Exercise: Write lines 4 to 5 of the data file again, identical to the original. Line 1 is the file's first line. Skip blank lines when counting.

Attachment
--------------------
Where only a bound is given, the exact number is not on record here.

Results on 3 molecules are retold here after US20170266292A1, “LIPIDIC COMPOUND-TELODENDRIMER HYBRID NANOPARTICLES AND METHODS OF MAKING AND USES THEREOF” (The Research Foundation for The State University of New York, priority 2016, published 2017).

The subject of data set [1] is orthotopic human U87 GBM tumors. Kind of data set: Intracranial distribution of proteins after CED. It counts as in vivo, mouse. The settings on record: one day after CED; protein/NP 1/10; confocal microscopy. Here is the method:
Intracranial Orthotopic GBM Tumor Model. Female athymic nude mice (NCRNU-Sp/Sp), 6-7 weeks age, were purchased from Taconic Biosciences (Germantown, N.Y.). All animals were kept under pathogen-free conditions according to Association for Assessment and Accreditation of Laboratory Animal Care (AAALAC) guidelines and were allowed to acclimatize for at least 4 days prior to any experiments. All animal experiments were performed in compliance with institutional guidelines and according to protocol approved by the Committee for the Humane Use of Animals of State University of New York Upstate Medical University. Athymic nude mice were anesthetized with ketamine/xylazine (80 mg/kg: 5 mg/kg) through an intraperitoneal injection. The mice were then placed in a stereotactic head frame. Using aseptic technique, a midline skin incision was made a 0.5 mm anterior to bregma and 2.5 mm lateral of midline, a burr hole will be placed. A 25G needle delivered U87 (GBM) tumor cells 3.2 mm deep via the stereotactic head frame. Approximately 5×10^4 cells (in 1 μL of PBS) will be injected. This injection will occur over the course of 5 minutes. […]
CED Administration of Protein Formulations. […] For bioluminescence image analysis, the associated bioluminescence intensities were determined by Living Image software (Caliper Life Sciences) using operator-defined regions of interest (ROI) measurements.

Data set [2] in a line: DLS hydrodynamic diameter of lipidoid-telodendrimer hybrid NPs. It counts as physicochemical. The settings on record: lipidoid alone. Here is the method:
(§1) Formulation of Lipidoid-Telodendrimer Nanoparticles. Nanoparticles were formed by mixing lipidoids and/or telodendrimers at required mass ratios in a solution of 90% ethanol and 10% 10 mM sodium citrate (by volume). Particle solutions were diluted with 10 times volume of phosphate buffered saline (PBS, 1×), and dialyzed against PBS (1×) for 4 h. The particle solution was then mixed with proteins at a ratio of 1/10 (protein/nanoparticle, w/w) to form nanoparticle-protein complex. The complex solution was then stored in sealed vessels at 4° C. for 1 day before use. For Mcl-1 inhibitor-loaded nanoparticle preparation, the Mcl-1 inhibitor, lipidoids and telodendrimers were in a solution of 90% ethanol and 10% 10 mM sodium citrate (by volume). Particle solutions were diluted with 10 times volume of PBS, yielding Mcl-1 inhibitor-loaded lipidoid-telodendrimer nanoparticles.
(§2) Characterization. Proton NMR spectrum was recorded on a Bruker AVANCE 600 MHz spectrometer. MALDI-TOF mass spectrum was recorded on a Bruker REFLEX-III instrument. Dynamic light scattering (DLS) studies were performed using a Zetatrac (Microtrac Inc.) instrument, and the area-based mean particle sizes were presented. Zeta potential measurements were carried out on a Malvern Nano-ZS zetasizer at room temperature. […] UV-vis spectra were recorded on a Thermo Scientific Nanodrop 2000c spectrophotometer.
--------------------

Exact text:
Intracranial Orthotopic GBM Tumor Model. Female athymic nude mice (NCRNU-Sp/Sp), 6-7 weeks age, were purchased from Taconic Biosciences (Germantown, N.Y.). All animals were kept under pathogen-free conditions according to Association for Assessment and Accreditation of Laboratory Animal Care (AAALAC) guidelines and were allowed to acclimatize for at least 4 days prior to any experiments. All animal experiments were performed in compliance with institutional guidelines and according to protocol approved by the Committee for the Humane Use of Animals of State University of New York Upstate Medical University. Athymic nude mice were anesthetized with ketamine/xylazine (80 mg/kg: 5 mg/kg) through an intraperitoneal injection. The mice were then placed in a stereotactic head frame. Using aseptic technique, a midline skin incision was made a 0.5 mm anterior to bregma and 2.5 mm lateral of midline, a burr hole will be placed. A 25G needle delivered U87 (GBM) tumor cells 3.2 mm deep via the stereotactic head frame. Approximately 5×10^4 cells (in 1 μL of PBS) will be injected. This injection will occur over the course of 5 minutes. […]
CED Administration of Protein Formulations. […] For bioluminescence image analysis, the associated bioluminescence intensities were determined by Living Image software (Caliper Life Sciences) using operator-defined regions of interest (ROI) measurements.